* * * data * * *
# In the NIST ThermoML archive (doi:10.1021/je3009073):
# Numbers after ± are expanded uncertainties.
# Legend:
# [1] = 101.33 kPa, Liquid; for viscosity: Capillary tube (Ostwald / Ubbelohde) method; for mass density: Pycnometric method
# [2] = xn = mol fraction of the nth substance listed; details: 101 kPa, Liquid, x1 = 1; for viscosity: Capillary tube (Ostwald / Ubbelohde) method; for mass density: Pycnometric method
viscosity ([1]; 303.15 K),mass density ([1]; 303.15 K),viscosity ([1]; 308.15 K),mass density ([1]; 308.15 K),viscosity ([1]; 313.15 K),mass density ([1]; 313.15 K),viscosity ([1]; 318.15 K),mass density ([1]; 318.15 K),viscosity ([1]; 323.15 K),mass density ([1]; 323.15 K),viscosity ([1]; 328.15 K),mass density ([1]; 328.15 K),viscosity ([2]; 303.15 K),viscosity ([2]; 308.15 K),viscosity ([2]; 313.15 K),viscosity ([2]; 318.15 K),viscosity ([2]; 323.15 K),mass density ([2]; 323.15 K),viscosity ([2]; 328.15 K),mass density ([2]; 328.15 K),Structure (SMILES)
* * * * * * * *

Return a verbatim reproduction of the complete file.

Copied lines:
# In the NIST ThermoML archive (doi:10.1021/je3009073):
# Numbers after ± are expanded uncertainties.
# Legend:
# [1] = 101.33 kPa, Liquid; for viscosity: Capillary tube (Ostwald / Ubbelohde) method; for mass density: Pycnometric method
# [2] = xn = mol fraction of the nth substance listed; details: 101 kPa, Liquid, x1 = 1; for viscosity: Capillary tube (Ostwald / Ubbelohde) method; for mass density: Pycnometric method
viscosity ([1]; 303.15 K),mass density ([1]; 303.15 K),viscosity ([1]; 308.15 K),mass density ([1]; 308.15 K),viscosity ([1]; 313.15 K),mass density ([1]; 313.15 K),viscosity ([1]; 318.15 K),mass density ([1]; 318.15 K),viscosity ([1]; 323.15 K),mass density ([1]; 323.15 K),viscosity ([1]; 328.15 K),mass density ([1]; 328.15 K),viscosity ([2]; 303.15 K),viscosity ([2]; 308.15 K),viscosity ([2]; 313.15 K),viscosity ([2]; 318.15 K),viscosity ([2]; 323.15 K),mass density ([2]; 323.15 K),viscosity ([2]; 328.15 K),mass density ([2]; 328.15 K),Structure (SMILES)